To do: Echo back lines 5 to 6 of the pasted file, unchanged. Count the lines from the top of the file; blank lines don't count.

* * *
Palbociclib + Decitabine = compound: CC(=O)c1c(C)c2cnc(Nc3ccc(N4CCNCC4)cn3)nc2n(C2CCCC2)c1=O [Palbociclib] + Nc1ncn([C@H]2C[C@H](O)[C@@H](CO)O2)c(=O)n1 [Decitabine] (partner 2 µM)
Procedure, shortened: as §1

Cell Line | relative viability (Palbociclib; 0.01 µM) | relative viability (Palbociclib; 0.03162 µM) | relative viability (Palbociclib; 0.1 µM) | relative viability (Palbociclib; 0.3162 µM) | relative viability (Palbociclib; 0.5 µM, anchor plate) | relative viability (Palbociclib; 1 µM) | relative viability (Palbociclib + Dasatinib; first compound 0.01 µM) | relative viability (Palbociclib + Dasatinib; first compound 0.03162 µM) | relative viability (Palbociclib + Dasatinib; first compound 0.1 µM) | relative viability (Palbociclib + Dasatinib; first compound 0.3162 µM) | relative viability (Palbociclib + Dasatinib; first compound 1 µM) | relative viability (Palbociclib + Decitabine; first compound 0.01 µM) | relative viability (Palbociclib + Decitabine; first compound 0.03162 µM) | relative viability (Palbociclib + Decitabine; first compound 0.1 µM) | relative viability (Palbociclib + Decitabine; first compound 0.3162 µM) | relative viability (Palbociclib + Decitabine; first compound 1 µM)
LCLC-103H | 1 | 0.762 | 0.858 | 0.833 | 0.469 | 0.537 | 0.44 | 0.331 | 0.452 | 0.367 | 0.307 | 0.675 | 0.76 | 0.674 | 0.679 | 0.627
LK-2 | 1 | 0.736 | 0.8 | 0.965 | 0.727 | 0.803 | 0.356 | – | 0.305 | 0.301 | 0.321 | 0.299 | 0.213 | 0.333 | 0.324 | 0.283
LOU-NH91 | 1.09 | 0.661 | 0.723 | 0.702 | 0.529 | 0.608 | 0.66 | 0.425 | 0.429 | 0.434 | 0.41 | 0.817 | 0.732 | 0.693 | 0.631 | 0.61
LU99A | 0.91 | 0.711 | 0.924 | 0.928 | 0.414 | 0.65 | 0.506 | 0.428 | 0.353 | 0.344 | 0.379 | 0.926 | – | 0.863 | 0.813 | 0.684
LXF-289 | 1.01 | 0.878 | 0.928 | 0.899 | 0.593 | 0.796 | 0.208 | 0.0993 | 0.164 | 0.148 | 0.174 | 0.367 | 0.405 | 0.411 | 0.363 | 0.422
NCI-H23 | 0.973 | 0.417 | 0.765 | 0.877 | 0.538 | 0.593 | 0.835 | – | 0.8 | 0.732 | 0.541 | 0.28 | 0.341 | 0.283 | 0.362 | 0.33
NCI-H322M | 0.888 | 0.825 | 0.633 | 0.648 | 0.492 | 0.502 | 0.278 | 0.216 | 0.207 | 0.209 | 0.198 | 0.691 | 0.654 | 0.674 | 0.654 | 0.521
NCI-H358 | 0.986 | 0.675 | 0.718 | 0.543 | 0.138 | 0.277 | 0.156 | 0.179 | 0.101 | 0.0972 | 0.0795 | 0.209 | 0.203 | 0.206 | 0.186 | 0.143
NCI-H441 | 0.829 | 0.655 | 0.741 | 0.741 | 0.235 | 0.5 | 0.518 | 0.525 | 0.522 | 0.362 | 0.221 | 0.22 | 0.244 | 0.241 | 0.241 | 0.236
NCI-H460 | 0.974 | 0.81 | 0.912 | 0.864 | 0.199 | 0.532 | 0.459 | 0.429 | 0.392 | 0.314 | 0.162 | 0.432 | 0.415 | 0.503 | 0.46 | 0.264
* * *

LK-2 | 1 | 0.736 | 0.8 | 0.965 | 0.727 | 0.803 | 0.356 | – | 0.305 | 0.301 | 0.321 | 0.299 | 0.213 | 0.333 | 0.324 | 0.283
LOU-NH91 | 1.09 | 0.661 | 0.723 | 0.702 | 0.529 | 0.608 | 0.66 | 0.425 | 0.429 | 0.434 | 0.41 | 0.817 | 0.732 | 0.693 | 0.631 | 0.61